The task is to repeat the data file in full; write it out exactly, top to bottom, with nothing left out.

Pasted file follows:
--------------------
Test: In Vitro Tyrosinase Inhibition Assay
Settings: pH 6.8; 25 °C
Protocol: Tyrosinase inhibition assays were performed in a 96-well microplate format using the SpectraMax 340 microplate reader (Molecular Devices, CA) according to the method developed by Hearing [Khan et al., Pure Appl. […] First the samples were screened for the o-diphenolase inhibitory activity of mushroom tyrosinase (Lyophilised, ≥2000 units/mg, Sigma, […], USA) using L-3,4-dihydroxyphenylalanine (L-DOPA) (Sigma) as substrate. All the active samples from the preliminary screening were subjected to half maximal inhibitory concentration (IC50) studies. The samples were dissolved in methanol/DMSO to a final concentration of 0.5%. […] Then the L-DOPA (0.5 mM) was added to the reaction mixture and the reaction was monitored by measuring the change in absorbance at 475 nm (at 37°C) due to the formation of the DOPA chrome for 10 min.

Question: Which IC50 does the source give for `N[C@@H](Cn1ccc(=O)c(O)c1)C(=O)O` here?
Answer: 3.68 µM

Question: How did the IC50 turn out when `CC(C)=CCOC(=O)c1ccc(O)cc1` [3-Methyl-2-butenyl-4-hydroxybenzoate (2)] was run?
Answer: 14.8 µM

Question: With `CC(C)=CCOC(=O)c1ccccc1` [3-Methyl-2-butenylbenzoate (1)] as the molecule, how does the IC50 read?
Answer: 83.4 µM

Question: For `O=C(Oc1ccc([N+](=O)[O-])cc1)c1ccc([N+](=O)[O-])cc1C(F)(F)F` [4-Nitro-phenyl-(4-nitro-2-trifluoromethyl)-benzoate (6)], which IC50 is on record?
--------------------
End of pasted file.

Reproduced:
Test: In Vitro Tyrosinase Inhibition Assay
Settings: pH 6.8; 25 °C
Protocol: Tyrosinase inhibition assays were performed in a 96-well microplate format using the SpectraMax 340 microplate reader (Molecular Devices, CA) according to the method developed by Hearing [Khan et al., Pure Appl. […] First the samples were screened for the o-diphenolase inhibitory activity of mushroom tyrosinase (Lyophilised, ≥2000 units/mg, Sigma, […], USA) using L-3,4-dihydroxyphenylalanine (L-DOPA) (Sigma) as substrate. All the active samples from the preliminary screening were subjected to half maximal inhibitory concentration (IC50) studies. The samples were dissolved in methanol/DMSO to a final concentration of 0.5%. […] Then the L-DOPA (0.5 mM) was added to the reaction mixture and the reaction was monitored by measuring the change in absorbance at 475 nm (at 37°C) due to the formation of the DOPA chrome for 10 min.

Question: Which IC50 does the source give for `N[C@@H](Cn1ccc(=O)c(O)c1)C(=O)O` here?
Answer: 3.68 µM

Question: How did the IC50 turn out when `CC(C)=CCOC(=O)c1ccc(O)cc1` [3-Methyl-2-butenyl-4-hydroxybenzoate (2)] was run?
Answer: 14.8 µM

Question: With `CC(C)=CCOC(=O)c1ccccc1` [3-Methyl-2-butenylbenzoate (1)] as the molecule, how does the IC50 read?
Answer: 83.4 µM

Question: For `O=C(Oc1ccc([N+](=O)[O-])cc1)c1ccc([N+](=O)[O-])cc1C(F)(F)F` [4-Nitro-phenyl-(4-nitro-2-trifluoromethyl)-benzoate (6)], which IC50 is on record?